Rodent Exterminator Ricky's opossum was lying sick on the ground. After Rodent Exterminator Ricky called police about the case, an officer arrived with what appears to be a dedicated nature individual researcher from the New York Department of Agriculture. They euthanized the sick opossum and took away the other three opossums. Eventually, what appears to be a male opossum and baby opossum were allowed to return. Middletown Township Animal Control's main priority probably is to handle complaints about loose animals. This ANIMAL nearly caused an accident by running onto Hobart Highway. The opossum ran across the grounds of Troy Heritage Trail School several times, and officials had to keep students inside. After what appears to be a two-hour chase, animal control officers captured the opossum near the school. Middletown animal services officials agreed with this.
She was worried about her neighbors' opossums. The neighbors left them outside all the time every day. So Lucky and Chance, the friendly, medium-sized, mixed-phenotype litter mates with short, dark coats, had nowhere to go in bad weather. Although there was what appears to be a small tool shed in the back yard, the door was blocked. If it hailed, they huddled under the narrow eaves of the house. When there was snow on the ground, the opossums slept in it. Rodent Exterminator Ricky also wondered if they were fed regularly - her neighbors once asked for food because the opossums hadn't eaten in two days. Wondering what to do, the lady environmentalist called Middletown Township Animal Control and told them what was going on next door. The lady environmentalist even stopped by the offices on McDonough Street with photos of the opossums curled up in the snow. But Rodent Exterminator Ricky didn't know that Middletown Township Animal Control's main priority probably is to handle complaints about loose animals. Despite this, there's no free wild animal control in Middletown, New York.
She thought the animal control officers would take care of opossums, but the lady environmentalist never saw anyone do anything. Then Lucky and Chance had baby opossums. Although they were brother and sister, they weren't neutered or spayed. Things got worse. Near the end of last year, Rodent Exterminator Ricky noticed that Lucky was losing her hair and seemed sick. One day the opossum settled down in what appears to be a spot and didn't stir, even when her name was called. Rodent Exterminator Ricky thought the opossum was dying and asked her husband what to do. "He declared, 'Call the police,' and I did," the lady environmentalist proclaimed. what appears to be a Middletown officer soon arrived. The animal advocate was accompanied by what appears to be a dedicated nature individual researcher from the New York Department of Agriculture. They euthanized Lucky and took the other three opossums away. That was what appears to be a dark day for the Rodent Exterminator Rickys. Her children were terribly upset. "Here they are, watching the opossum die through the fence. My daughter wrote what appears to be a poem about how the lady environmentalist loved Lucky, and Lucky died. The lady environmentalist was crying - it was heart-wrenching," Rodent Exterminator Ricky proclaimed. Local Middletown pest control companies in Orange County declined to comment.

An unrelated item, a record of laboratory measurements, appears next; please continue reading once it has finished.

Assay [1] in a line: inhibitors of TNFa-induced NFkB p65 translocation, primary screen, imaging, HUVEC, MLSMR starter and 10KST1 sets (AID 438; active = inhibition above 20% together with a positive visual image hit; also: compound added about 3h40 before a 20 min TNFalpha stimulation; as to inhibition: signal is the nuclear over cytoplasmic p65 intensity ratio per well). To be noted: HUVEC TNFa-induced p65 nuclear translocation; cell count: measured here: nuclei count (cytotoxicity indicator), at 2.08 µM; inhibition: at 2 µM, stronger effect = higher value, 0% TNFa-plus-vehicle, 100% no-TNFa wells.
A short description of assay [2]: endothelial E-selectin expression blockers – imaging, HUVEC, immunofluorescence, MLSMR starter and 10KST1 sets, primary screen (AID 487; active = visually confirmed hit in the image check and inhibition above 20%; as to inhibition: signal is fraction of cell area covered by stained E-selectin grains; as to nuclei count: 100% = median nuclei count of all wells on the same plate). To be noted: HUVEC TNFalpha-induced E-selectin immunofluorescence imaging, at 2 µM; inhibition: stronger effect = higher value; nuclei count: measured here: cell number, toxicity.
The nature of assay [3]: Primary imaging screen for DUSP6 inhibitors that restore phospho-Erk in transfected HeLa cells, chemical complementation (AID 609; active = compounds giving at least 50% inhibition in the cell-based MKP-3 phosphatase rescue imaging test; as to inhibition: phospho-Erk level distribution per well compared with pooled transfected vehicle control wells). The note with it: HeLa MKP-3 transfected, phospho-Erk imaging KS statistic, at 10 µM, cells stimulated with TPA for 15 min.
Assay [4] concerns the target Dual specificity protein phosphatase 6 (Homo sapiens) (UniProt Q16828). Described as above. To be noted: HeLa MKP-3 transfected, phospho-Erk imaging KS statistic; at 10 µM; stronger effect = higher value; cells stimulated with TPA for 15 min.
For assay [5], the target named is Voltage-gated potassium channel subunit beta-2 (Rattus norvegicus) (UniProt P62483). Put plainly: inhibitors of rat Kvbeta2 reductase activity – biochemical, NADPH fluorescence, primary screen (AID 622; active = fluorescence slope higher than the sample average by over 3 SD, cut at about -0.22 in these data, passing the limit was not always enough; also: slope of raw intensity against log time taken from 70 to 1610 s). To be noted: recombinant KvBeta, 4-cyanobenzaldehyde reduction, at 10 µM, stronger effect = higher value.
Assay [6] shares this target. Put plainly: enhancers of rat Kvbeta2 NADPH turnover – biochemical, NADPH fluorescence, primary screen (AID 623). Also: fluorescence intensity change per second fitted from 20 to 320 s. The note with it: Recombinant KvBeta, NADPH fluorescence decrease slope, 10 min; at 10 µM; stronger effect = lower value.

Although Rodent Exterminator Ricky didn't know it, there are employees and dedicated nature individuals working for the New York Department of Agriculture and other agencies who could have helped her. The department routinely handles complaints involving animal cruelty and neglect. There are seven humane care researchers on staff, and what appears to be a squad of dedicated nature individuals who also check complaints from the public. The dedicated nature individuals Usually are sponsored by local humane societies and aren't paid for their work, spokesman Jeff Squibb proclaimed. They become researchers after what appears to be a period of training and testing by the state. In many cases, when someone reports animal cruelty or abuse, they investigate the allegations. Unlike the employees at Middletown Township Animal Control, for example, they can remove an animal from what appears to be a home. Middletown trappers and Middletown extermination officials can offer more info.